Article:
Sunday, July 29, 2018

Classic Album Review: Sisters of Mercy - First and Last and Always (1985)

By 1985, and the rather belated release of the Sisters of Mercy debut album, First And Last And Always, the band had already established its reputation, alongside the equally influential likes of Bauhaus and the Jesus And Mary Chain, as forefathers of the still fairly embryonic goth-rock genre. 
The Sisters were already a fixture on the UK independent charts thanks to a series of highly regarded landmark singles and EPs - Alice (1983), The Reptile House (1983), Body and Soul (1984) - and had impressed as a darker, harder, black-leather-clad alternative to the leading bands of the (by then) mass-marketed punk and “new wave” scenes. 
After making fans wait a couple of years for a full-length album, it’s probably fair to say that First And Last And Always was a highly anticipated release. And those early EP releases have all gone on to become highly sought after by vinyl collectors and fans alike.
The Sisters of Mercy would release just three (studio/non-compilation) albums; the bigger budget follow-up, Floodland (1987), is another classic of its type, with, for better or for worse, far more emphasis on production values, while Vision Thing (1990) found the band losing its way a little, with main man Andrew Eldritch seemingly content to set the band’s default option to: “bloated metallic parody of former self”. As poorly received as it was however, even Vision Thing contained the odd gem. 
First And Last And Always then, pretty much represents the Sisters Of Mercy in their purest, most unaffected form, and it’s the only Sisters album to feature key original, Wayne Hussey, who would later go on to front The Mission. This is where it all started, and that's probably all that needs to be said. 
Highlights: opener ‘Black Planet’, the epic closer, ‘Some Kind Of Stranger’, plus ‘Walk Away’, ‘No Time To Cry’, ‘Marian’, and ‘Possession’.

Sunday, July 22, 2018

Porky Post: 10 Aussie Bands That Don’t Stink (like a decomposing wallaby)

J’accuse an entire nation of musical crimes. Yes, this is you Australia in the dock. In your attempts to prove you have cultural leanings you forced upon us Kylie, Dannii, Guy Sebastian, The Bee Gees, The Wiggles, The Seekers, Powderfinger, Peter Andre, Jessica Mauboy, Rose Tattoo, Tina Arena, Olivia Newton-John, John Farnham, Cold Chisel, Delta Goodrem (okay, okay, we’ve got the point, get on with the bloody article – Ed). 

So, in no particular order, here’s a list of ten acts from Oz that are more than bearable.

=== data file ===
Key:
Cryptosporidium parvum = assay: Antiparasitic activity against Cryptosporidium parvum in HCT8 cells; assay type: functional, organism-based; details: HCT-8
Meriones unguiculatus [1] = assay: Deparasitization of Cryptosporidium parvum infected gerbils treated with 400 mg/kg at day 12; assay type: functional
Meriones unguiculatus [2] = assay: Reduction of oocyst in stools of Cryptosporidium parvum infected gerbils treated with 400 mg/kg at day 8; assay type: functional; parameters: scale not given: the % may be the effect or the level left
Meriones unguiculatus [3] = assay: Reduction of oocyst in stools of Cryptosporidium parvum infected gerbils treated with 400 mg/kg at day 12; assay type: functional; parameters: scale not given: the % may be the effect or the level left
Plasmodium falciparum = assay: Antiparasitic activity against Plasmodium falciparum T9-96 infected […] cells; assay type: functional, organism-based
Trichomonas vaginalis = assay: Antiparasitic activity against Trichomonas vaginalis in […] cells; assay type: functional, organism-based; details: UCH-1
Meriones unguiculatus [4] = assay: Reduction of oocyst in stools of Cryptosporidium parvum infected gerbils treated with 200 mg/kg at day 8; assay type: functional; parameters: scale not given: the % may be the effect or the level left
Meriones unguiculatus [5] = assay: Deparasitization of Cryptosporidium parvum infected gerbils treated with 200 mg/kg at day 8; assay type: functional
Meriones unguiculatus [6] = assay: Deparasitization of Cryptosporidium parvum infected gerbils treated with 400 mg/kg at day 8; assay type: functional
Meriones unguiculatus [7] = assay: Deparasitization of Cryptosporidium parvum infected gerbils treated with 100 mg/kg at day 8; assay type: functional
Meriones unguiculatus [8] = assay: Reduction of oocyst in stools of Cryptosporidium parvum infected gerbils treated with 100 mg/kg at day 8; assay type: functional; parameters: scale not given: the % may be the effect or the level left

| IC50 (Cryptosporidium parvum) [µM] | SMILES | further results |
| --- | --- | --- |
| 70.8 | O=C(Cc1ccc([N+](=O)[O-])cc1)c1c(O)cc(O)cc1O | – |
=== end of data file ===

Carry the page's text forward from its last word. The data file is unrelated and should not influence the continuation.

The Go-Betweens: A band in cahoots with the back catalogues of both the Velvet Underground and The Monkees were on a hiding to nothing in the 80s. Yet the Go-Betweens, formed in Brisbane in 1977 around the nucleus of arts students Robert Forster and Grant McLennan, garner little more than a cult appreciation. Up to 1989 the Go-Betweens released six albums, most of which were lavishly praised, but none of which sold. Though revered by critics and fellow musicians, the band remains an acquired taste. They are filed away in the what-could-have-been cabinet. I have a compilation album from the 90s, a glorious double-album that filled me with both joy and melancholy. But mostly joy. They are perhaps a mood band and I haven’t found the right mood to listen to them again in a long time. That day will come however. 

Bad Seeds
Nick Cave and the Bad Seeds: Born out of the ashes of the Birthday Party (see below), Cave and his merry men set forth on a career built on death ballads, rock’n’roll, gloom, happiness, and more gloom. They soon became the goths it is acceptable to like. If such a thing is possible. Undoubted highlights are Abattior Blues/The Lyres of Orpheus, a double album released in 2004 that is one half rock-blues ideal for the bad side of your character, the other half a more sedate affair with a theatrical flair; and Dig !!! Lazarus Dig !!! released in 2008, was about as scuzzy as Cave and his mob would ever get.
Tame Impala: Like The The and Aztec Camera, this Perth act is really a one-man band, centred around one Kevin Parker. Tame Impala embody the sound of The Beatles, Syd-era Pink Floyd, and The Flaming Lips. In 2010 they released the excellent neo-psych album, Innerspeaker, setting the controls for the heart of Sgt. Pepper. The follow-up, 2012’s Lonerism was better arranged, but like many acts that produce a corker of a debut, the second lacks a certain edge. It sounded contrived, but was nevertheless more of a commercial success. Parker has since released Currents (2015) and is no doubt feverishly working on another collection of psych-drone-pop.  
Yothu Yindi: Perhaps this is the most important band of them all. A mixed race band from the Northern Territory which played traditional instruments like the yidaki and bilma, and proudly displayed their aboriginal cultural identity. Treaty is the band's most recognised hit. It was written after Prime Minister Bob Hawke had pledged to recognise Indigenous Australians. Yothu Yindi toured the United States with Midnight Oil in the late 1980s, which would have made for a curious evening. 
Radio Birdman
Radio Birdman: Borderline entry perhaps but included because they were the first real punk band in Oz alongside The Saints. The Sydney six-piece formed in 1974 when Stooges and MC5 fanatic Deniz Tek relocated from the States. The police would regularly shut down their gigs because of the noise or raucous behaviour of their fans. The early days featured performance art at the gigs, including poetry readings of pieces by Jim Morrison and the Last Poets. That ended when frontman Rob Younger scooped offal from a skull and spat it into the audience. They produced one of the first punk records – the Burn My Eye EP in October 1976, but only released one album*, Radios Appear.